BLACK RANSOM is not really bad though, but I can’t say it’s a solid action movie either. It’s still substandard by comparison, lacking beef, consistency, good actors and a script that makes sense. Too many things are irrelevant here, are confusing or plain nonsense. Cut the crap out and you’re left with little more than 40 minutes of a so-so film.

BLACK RANSOM is a movie you have definitely seen many times before, just better. So I wouldn’t know a real reason you should watch it. If you have a choice, choose something else. Anything.

J.


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THE SNIPER [SUN CHEUNG SAU a.k.a. SHEN QIANG SHOU | 神枪手]

2010/06/03

http://www.mediaasia.com/thesniper

HONG KONG 2009   Directed by: Dante Lam  Written by: Jack Ng Produced by: Candy Leung  Cinematography: Cheung Man-Po  Editing: Angie Lam  Cast: Richie Ren, Edison Chen, Huang Xiaoming, Bowie Lam, Kai Chi Liu, Jack Kao, Wilfried Lau, Mango Wong, Michelle Ye, Charmaine Fong, Patrick Tang

With Dante Lam’s latest movie FIRE OF CONSCIENCE released it’s a good opportunity to revisit his 2009 THE SNIPER.

Ming (Richie Ren) is the top shooter of the police force, but that is thanks to the fact that the former No. 1 is doing time in jail: Ching (Xiaoming Huang) accidentally shot a hostage on duty and was sentenced to 4 years due to manslaughter. Once released he has only one goal: take revenge. Not only is he after the criminals originally responsible for the hostage-taking, but he is also convinced that his colleagues gave false testimony of what happened back then and that as a result he was convicted. A duel between Ming and Ching begins but it gets even more complicated when the ambitious newcomer OJ (Edison Chen) gets in between them, trying to claim the top spot in the sniper hierarchy.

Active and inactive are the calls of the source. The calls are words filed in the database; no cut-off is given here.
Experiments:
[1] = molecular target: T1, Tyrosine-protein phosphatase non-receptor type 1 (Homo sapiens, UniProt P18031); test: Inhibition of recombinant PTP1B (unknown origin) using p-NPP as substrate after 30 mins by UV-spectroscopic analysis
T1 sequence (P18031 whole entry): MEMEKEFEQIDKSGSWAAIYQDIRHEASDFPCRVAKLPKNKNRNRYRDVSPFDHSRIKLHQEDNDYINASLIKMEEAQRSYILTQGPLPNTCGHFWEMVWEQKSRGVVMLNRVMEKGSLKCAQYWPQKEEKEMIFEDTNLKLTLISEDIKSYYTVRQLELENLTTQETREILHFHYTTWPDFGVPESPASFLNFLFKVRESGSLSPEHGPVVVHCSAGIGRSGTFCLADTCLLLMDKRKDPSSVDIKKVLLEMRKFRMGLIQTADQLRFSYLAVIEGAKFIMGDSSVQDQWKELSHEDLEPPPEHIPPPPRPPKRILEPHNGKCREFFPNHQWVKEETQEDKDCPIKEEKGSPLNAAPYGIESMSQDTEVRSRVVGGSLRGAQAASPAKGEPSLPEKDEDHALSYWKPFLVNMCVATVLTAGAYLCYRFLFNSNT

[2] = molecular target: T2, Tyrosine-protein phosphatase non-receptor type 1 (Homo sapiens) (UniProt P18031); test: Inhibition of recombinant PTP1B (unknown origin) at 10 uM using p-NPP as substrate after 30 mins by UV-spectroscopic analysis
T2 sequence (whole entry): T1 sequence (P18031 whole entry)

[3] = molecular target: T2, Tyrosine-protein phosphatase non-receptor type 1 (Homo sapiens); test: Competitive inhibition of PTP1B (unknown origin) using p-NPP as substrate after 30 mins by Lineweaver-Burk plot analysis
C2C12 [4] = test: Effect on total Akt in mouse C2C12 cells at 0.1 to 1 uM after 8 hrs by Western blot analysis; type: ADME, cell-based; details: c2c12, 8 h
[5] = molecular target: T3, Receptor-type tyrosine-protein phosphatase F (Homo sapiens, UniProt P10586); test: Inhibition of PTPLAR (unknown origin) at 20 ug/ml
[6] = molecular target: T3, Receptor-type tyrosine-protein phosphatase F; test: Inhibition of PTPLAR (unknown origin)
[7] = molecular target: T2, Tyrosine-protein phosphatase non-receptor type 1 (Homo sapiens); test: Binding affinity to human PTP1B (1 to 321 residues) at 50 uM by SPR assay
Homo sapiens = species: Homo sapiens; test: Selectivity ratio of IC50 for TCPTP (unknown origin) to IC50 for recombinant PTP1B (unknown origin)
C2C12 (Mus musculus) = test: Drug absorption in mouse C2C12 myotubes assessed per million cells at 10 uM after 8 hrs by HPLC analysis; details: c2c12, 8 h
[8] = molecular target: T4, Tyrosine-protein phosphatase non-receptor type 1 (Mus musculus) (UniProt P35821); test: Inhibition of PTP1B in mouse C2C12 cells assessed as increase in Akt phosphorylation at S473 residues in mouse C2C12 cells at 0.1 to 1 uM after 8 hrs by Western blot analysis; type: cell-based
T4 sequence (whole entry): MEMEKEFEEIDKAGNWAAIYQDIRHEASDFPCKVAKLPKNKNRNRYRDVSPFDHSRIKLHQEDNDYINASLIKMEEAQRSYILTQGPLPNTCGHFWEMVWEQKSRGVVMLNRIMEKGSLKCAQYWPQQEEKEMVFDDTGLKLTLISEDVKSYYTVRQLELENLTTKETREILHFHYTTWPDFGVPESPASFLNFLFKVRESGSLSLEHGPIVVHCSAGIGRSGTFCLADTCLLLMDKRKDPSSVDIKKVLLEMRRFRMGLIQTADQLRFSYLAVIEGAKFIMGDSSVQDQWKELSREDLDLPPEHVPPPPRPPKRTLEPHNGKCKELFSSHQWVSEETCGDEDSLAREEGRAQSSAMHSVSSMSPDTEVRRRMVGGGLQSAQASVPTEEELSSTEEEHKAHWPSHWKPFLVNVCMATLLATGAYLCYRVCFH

THE SNIPER is probably most notorious for its delay due to Edison Chen’s photo scandal and for being the first film of Chen released after the scandal. Originally scheduled for release in May 2008 it only hit cinemas about one year later. Quite a big ballyhoo for a movie that only co-stars Chen along others, but it also proves that he was vital for marketing THE SNIPER in Asia.

The story of the movie is basic and hardly ever getting out of the never-ending cycle of revenge. It doesn’t feel like a revenge flick though as a lot of time is spent on painting a glamorized picture of the snipers as a heroic elite force of the Hong Kong police. Once the proposition of the story is revealed there is no development whatsoever. The situation is crystal clear and THE SNIPER indulges in the stand-off between the antagonists. Everything else is irrelevant.